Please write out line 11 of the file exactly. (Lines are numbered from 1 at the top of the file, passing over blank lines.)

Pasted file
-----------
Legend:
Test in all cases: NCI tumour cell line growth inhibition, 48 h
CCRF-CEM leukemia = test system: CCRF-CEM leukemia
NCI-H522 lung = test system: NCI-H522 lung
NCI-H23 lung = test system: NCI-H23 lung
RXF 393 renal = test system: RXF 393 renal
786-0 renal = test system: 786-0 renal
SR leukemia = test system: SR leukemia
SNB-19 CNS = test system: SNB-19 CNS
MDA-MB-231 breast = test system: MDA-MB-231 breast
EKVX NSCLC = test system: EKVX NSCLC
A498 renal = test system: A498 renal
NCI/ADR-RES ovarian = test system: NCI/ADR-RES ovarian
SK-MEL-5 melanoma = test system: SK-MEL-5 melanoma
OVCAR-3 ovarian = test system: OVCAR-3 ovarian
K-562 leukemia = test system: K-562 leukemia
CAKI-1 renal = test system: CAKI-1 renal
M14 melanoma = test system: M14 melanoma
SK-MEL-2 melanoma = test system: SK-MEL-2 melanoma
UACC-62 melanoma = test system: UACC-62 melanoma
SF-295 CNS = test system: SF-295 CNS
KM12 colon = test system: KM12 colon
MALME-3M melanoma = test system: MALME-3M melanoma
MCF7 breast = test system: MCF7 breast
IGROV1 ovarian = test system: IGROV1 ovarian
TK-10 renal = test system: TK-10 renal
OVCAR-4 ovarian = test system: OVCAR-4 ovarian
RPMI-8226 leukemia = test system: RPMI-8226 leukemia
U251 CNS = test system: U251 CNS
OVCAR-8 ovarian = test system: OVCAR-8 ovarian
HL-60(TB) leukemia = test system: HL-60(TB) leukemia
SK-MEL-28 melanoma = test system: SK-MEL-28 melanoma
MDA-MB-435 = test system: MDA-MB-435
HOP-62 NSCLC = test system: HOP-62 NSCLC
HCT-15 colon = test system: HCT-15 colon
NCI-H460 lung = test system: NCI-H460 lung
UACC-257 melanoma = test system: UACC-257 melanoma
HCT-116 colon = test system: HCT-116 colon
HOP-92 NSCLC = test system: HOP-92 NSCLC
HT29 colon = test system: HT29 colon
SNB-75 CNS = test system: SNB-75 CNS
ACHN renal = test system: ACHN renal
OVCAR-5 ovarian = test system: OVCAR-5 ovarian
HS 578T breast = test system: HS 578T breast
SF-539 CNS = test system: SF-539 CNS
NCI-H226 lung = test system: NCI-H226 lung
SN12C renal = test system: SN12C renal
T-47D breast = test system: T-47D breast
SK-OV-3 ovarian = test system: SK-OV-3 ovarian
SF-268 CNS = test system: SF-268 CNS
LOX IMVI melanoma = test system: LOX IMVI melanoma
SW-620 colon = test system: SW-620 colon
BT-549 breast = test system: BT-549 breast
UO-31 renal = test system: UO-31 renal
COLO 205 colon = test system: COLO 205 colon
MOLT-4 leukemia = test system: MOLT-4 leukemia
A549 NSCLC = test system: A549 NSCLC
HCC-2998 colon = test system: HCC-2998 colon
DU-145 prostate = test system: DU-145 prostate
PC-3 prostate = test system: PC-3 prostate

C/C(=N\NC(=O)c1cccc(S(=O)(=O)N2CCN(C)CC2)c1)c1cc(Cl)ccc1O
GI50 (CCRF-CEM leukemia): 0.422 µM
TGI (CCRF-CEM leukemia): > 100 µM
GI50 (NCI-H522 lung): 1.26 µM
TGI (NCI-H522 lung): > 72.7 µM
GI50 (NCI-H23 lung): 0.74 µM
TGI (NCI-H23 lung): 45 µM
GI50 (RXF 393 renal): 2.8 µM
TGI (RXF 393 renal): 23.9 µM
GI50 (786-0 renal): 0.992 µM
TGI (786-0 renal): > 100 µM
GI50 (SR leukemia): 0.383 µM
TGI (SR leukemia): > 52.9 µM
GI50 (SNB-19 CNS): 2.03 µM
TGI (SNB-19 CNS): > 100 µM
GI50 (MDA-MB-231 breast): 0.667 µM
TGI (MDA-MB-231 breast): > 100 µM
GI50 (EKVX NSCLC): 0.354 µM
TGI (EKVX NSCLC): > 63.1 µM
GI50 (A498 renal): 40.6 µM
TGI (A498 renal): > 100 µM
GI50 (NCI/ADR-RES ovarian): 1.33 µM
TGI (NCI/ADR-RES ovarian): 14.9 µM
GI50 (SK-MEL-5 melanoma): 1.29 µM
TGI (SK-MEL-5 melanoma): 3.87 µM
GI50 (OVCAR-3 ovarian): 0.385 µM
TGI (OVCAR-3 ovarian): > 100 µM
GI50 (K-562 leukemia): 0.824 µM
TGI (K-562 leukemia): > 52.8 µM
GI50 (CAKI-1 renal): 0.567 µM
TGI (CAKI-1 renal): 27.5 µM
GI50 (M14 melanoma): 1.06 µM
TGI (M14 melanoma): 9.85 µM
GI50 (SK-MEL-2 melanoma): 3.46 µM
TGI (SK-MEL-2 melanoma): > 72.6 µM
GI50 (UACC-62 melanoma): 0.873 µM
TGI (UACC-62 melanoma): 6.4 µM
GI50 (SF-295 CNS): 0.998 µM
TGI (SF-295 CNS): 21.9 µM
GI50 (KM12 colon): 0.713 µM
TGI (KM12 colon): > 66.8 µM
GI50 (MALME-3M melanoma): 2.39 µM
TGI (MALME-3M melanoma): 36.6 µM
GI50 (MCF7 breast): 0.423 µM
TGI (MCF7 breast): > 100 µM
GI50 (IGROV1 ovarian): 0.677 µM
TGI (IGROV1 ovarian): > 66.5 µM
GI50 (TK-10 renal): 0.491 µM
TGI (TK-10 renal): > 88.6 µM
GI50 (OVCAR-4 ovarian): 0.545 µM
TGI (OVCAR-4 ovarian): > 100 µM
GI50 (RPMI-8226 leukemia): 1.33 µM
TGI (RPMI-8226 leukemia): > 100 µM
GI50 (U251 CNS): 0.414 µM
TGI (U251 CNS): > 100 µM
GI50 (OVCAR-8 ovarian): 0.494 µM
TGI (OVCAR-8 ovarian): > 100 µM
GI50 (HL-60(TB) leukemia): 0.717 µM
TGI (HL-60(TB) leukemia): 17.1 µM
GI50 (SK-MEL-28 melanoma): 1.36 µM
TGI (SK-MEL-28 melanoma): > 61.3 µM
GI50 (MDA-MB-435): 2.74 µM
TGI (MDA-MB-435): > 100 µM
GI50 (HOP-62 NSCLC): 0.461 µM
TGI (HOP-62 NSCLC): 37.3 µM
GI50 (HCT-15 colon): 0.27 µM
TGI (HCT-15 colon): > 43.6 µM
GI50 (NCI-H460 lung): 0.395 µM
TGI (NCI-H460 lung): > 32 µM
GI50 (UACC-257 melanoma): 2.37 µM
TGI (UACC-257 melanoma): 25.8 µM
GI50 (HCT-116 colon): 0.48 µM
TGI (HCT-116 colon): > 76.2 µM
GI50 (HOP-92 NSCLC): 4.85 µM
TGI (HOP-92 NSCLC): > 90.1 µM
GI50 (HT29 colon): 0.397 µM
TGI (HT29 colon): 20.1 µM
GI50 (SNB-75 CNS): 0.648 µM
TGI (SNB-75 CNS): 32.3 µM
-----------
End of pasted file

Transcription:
EKVX NSCLC = test system: EKVX NSCLC